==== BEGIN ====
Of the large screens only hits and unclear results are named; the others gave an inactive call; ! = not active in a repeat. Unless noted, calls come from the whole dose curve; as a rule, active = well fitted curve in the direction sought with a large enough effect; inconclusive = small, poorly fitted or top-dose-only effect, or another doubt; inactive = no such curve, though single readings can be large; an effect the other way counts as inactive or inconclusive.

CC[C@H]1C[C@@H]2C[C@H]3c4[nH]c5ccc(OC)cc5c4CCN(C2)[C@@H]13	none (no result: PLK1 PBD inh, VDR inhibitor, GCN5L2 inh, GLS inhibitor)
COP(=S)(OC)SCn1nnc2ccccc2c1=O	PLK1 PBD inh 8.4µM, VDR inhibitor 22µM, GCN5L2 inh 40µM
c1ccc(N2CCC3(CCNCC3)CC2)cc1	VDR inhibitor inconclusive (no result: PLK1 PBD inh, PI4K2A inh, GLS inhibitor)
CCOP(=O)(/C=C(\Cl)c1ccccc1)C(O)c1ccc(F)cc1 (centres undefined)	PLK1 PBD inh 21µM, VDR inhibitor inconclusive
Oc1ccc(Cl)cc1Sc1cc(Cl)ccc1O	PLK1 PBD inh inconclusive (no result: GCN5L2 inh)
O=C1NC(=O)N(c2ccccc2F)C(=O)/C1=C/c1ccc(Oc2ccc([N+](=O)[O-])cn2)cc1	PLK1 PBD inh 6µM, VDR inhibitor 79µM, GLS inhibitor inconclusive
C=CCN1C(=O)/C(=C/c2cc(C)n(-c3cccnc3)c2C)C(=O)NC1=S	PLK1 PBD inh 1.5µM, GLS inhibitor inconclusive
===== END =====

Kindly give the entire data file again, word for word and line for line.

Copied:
Of the large screens only hits and unclear results are named; the others gave an inactive call; ! = not active in a repeat. Unless noted, calls come from the whole dose curve; as a rule, active = well fitted curve in the direction sought with a large enough effect; inconclusive = small, poorly fitted or top-dose-only effect, or another doubt; inactive = no such curve, though single readings can be large; an effect the other way counts as inactive or inconclusive.

CC[C@H]1C[C@@H]2C[C@H]3c4[nH]c5ccc(OC)cc5c4CCN(C2)[C@@H]13	none (no result: PLK1 PBD inh, VDR inhibitor, GCN5L2 inh, GLS inhibitor)
COP(=S)(OC)SCn1nnc2ccccc2c1=O	PLK1 PBD inh 8.4µM, VDR inhibitor 22µM, GCN5L2 inh 40µM
c1ccc(N2CCC3(CCNCC3)CC2)cc1	VDR inhibitor inconclusive (no result: PLK1 PBD inh, PI4K2A inh, GLS inhibitor)
CCOP(=O)(/C=C(\Cl)c1ccccc1)C(O)c1ccc(F)cc1 (centres undefined)	PLK1 PBD inh 21µM, VDR inhibitor inconclusive
Oc1ccc(Cl)cc1Sc1cc(Cl)ccc1O	PLK1 PBD inh inconclusive (no result: GCN5L2 inh)
O=C1NC(=O)N(c2ccccc2F)C(=O)/C1=C/c1ccc(Oc2ccc([N+](=O)[O-])cn2)cc1	PLK1 PBD inh 6µM, VDR inhibitor 79µM, GLS inhibitor inconclusive
C=CCN1C(=O)/C(=C/c2cc(C)n(-c3cccnc3)c2C)C(=O)NC1=S	PLK1 PBD inh 1.5µM, GLS inhibitor inconclusive